f Snow White dancing with Dopey while he is on another dwarf's shoulders. The latter scene is far more dynamic and colorful, with richer characters and emotions. But Fantasia is literally a high wateich he plays a significant role. While Mickey has long been Disney's mascot, his fame originated from cartoon shorts in the 1920s and 1930s that most people today have never seen. "The Sorcerer's Apprentice" is the best alternative to his current image as theme park greeter.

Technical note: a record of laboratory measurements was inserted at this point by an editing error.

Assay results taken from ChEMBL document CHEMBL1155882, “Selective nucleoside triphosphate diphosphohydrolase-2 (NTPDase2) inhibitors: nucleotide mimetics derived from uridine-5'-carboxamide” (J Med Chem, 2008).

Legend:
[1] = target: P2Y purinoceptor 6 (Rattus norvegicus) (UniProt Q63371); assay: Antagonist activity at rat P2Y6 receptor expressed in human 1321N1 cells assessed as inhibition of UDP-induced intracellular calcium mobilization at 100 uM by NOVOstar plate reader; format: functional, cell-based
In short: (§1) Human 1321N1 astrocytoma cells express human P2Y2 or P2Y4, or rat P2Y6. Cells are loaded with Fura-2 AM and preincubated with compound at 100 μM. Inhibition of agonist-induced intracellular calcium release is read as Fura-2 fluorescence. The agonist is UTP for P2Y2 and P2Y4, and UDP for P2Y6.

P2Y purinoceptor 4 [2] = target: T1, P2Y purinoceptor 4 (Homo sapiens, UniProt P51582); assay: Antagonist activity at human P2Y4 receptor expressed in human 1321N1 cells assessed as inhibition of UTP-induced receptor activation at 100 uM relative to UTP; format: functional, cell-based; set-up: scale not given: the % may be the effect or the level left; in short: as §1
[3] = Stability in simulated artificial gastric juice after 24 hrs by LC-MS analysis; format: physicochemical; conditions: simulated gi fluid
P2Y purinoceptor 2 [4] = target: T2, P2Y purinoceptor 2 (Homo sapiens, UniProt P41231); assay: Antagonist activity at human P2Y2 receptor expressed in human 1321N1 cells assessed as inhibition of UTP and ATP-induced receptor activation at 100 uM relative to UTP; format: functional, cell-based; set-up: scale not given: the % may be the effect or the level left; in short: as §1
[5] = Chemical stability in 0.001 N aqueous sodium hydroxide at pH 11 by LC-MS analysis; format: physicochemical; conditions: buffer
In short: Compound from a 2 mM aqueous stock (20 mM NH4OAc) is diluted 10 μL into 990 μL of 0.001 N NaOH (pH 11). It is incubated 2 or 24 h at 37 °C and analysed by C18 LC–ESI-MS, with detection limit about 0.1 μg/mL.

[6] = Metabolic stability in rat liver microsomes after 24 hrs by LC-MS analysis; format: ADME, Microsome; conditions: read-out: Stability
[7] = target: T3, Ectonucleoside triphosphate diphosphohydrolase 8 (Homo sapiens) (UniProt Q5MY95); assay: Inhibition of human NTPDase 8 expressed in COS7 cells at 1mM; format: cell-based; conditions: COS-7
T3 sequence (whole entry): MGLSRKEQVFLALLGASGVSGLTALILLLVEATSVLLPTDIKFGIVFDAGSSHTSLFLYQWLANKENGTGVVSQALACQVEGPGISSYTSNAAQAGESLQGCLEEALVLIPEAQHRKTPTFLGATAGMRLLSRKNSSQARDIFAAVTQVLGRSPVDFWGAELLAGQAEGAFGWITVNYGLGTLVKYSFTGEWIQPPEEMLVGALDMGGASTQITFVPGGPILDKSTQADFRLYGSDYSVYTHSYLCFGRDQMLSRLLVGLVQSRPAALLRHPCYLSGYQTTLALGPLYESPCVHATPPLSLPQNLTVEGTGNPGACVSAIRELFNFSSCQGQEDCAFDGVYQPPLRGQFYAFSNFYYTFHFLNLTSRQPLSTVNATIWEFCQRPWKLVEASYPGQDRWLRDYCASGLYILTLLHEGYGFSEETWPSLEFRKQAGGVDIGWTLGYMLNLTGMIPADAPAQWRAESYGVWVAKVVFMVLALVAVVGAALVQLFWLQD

Groundbreaking on several counts, not the least of which was an innovative use of animation and stereophonic sound, this ambitious Disney feature has lost nothing to time since its release in 1940. Classical music was interpreted by Disney animators, resulting in surreal fantasy and playful escapism. Leopold Stokowski and the Philadelphia Orchestra provided the music for eight segments by the composers Tchaikovsky, Moussorgsky, Stravinsky, Beethoven, Ponchielli, Bach, Dukas and Schubert. Not all the sequences were created equally, but a few are simply glorious, such as "Night on Bald Mountain", "The Sorcerer's Apprentice" and "The Nutcracker Suite". The animation ranges from subtly delicate to fiercely bold. The screen bursts with colour and action as creatures transmute and convention is thrust aside. The painstaking detail and saturated hues are unique to this film, unmatched even by more advanced technology. --Rochelle O'GormanFantasia and Fantasia 2000 are also available together in the 3-disc DVD Fantasia Collection.